Monday, May 22, 2006

Gaza Elevator Bombing: An Inside Job - May 22

Y'know, even at the best of times the best reporters working for a top newspaper make mistakes. I erroneously reported earlier that a blast in Gaza was the result of an Israeli missile fired from a UAV. Turns out, it was an IED planted inside the elevator shaft, not a missile. Sorry about that. I'll try not to jump to conclusions in the future. JC

Stratfor -- Predictive, Insightful, Global Intelligence

Gaza Elevator Bombing: Earmarks of an Inside Job
May 22, 2006

A bomb exploded in an elevator at the Palestinian General Intelligence Service in Gaza on May 19, seriously injuring the agency's chief, Gen. Tareq Abu Rajab. The blast also killed one of Abu Rajab's bodyguards, seriously wounded five other people in his entourage and injured passengers in an adjacent elevator. Although security in the Gaza Strip is woefully substandard, the fact that a device was planted inside the territory's intelligence headquarters -- where security supposedly is tightest -- suggests the attack was an inside job.

Details on the bombing are sketchy -- security forces having attacked reporters who arrived on the scene -- but investigators say the bomb was a homemade device packed with metal pellets and planted beneath the elevator's flooring. In order to effectively target Abu Rajab, and ensure he was in the elevator at the time of the blast, the improvised explosive device (IED) likely was command detonated, meaning someone would have had to watch Abu Rajab enter the elevator before activating the device.

Because only one person was killed in the attack and passengers in a neighboring elevator were injured as well, the bomb possibly was planted on one side of the elevator floor, rather than in the center. In that scenario, the person standing closest to the bomb would have absorbed the concussion from the blast, along with the metal pellets. The device also could have been a shaped charge, designed to focus the energy of the blast in one direction. Passengers in the neighboring car could have sustained their injuries from the concussion of the blast.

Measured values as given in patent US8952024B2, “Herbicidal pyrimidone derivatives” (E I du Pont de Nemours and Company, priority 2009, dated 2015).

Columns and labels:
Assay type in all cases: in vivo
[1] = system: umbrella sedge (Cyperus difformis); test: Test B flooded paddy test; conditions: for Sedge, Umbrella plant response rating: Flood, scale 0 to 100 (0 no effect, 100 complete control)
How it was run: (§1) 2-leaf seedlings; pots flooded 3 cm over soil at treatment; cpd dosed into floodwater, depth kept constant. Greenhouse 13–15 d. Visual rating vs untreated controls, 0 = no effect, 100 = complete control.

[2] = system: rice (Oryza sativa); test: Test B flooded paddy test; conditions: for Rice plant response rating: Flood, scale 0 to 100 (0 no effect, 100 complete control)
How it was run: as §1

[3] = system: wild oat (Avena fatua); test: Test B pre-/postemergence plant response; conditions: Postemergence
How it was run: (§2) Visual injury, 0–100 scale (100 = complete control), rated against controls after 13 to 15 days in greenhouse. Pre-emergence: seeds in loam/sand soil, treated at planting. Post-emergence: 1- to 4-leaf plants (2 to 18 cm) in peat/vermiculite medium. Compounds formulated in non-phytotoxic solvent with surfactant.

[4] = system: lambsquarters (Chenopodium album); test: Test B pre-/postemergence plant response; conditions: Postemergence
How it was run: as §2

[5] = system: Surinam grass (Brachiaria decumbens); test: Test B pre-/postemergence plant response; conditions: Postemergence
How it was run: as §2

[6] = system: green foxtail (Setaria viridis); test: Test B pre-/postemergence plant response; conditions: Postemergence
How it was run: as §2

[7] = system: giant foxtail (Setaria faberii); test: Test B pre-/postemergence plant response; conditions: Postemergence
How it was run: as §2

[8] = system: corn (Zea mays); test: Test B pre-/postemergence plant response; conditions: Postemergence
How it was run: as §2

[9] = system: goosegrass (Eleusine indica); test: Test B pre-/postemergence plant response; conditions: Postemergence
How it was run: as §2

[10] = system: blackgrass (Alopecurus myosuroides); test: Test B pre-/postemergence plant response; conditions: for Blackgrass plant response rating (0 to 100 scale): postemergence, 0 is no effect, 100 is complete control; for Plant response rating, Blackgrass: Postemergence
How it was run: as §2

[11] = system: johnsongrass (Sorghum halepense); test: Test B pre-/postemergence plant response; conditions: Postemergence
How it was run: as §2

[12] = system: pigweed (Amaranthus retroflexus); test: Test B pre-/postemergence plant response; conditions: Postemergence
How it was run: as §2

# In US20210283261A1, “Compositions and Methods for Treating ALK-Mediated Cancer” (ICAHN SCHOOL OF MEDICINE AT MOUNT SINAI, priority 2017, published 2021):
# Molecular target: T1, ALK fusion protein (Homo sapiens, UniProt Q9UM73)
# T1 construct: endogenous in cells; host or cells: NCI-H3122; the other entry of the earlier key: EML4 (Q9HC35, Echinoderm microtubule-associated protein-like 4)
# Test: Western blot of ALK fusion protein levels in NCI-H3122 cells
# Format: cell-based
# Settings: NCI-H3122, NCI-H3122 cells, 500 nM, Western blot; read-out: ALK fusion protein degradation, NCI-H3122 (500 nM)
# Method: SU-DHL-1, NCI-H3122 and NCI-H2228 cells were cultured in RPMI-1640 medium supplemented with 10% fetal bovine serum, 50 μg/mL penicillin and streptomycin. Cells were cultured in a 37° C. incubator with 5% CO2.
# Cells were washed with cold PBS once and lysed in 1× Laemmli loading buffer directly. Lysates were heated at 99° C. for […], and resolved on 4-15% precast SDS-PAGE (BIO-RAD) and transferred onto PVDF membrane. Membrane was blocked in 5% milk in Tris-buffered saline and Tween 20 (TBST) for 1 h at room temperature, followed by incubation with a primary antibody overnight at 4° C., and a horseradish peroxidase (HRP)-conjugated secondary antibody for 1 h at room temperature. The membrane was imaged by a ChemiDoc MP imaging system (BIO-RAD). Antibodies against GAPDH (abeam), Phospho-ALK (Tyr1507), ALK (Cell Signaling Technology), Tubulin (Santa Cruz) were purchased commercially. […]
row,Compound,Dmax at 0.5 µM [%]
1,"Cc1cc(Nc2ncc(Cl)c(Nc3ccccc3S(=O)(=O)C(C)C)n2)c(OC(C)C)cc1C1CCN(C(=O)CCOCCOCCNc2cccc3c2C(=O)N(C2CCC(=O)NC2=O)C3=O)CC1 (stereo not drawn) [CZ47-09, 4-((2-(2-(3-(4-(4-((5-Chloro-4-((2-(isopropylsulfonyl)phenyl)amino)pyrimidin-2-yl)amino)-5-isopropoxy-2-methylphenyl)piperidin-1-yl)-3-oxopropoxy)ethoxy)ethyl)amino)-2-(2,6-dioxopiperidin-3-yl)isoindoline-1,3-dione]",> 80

The militant Web site that claimed responsibility for the attack said Abu Rajab survived because the doors to the elevator had not yet closed when the blast occurred, which would have reduced the force of the explosion inside the elevator. Investigators at the scene, however, said that the bomb detonated after the doors closed, as the party was reaching the building's second floor.

Planting an IED in an elevator is a fairly sophisticated and risky operation. The fact that this attack occurred in the intelligence agency's headquarters raises several flags, notably the poor quality of employee screening. Unlike planting an IED on a road or in a public area, planning for an attack of this nature requires detailed knowledge of the target building; in this case, right down to the specific elevator Abu Rajab would be using. This is further evidence the bombers either work in the intelligence service or had an accomplice on the inside who also could have provided a detailed blueprint covering the access points to the elevator shaft.

If executed successfully, an elevator bombing is a much more precise attack than a roadside bombing. Because the blast is confined to the shaft, a smaller, more easily concealed device can be used. The shaft, which is naturally reinforced against the rest of the building, channels the force of the blast in only two directions: up or down. The concussion is therefore amplified in the shaft as it bounces along the enclosure, increasing the damage to the target.

On the off chance that those in an elevator car survive an initial blast, they still can be killed if the elevator falls to the bottom of the shaft, depending on the location of the car at the moment of the attack. Although newer elevators have emergency systems designed to prevent freak freefall accidents, a strategically placed device could disable all safety systems.

Although elevator attacks are effective, they rarely are employed. The last notable elevator bombing occurred in February 2005, killing a former police chief in Tirana, Albania. This latest attack, however, emphasizes the need for routine elevator searches, which are not always included in security sweeps, as well as proper screening of employees.

Copyright 2006 Strategic Forecasting Inc. All rights reserved.

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